Industry Preferences


Japanese and US venture capitalists have different sector focuses. In Japan, there is a significant number of VCs specializing in small seed and early-stage companies, primarily in the internet field. These VCs tend to prioritize sectors like AI, cybersecurity, DevOps, and digitization. Furthermore, an increasing number of independent Japanese VCs are collaborating with universities to commercialize promising technologies


On the other hand, US VCs have a broader sector focus, encompassing technology, healthcare, and consumer products. The divergence in focus stems from the varying maturity levels of the startup ecosystems in the two countries and the unique demands of their respective economies.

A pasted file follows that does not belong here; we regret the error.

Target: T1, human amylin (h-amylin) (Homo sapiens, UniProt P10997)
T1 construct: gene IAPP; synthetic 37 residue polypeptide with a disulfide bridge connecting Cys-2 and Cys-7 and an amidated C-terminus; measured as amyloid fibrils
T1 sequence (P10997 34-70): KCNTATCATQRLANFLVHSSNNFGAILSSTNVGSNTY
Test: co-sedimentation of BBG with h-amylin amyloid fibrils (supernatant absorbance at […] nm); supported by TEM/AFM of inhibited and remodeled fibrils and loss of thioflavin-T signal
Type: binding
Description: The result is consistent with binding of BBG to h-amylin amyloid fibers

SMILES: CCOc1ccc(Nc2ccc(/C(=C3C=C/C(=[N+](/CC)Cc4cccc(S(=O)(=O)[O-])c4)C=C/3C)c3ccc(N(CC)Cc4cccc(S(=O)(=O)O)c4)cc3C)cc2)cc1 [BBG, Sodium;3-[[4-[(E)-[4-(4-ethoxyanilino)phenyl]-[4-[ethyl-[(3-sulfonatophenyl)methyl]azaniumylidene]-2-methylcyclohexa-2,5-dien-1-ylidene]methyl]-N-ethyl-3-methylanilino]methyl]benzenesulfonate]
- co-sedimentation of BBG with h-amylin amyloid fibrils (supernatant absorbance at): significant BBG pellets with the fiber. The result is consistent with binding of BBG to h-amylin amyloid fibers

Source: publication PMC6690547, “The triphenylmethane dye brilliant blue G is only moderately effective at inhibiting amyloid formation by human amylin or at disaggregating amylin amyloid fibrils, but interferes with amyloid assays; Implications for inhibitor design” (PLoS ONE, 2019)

Decision-Making Factors


The decision-making processes of Japanese and American venture capitalists exhibit notable differences. In Japan, there is a strong emphasis on consensus management and the ringi system. This entails circulating proposals for comments and approval among various levels of management. Japanese VCs also prioritize long-term planning and tend to adopt a more cautious approach to investments. As a result, they often make smaller check-size investments and show a preference for startups with well-defined business plans and solid management teams.


In contrast, American VCs tend to be more myopic and individualistic in their decision-making approach. They prioritize short-term results and demonstrate a higher risk tolerance. American VCs also have a lengthier history of investing in startups and have achieved greater success in obtaining returns on their investments compared to their Japanese counterparts.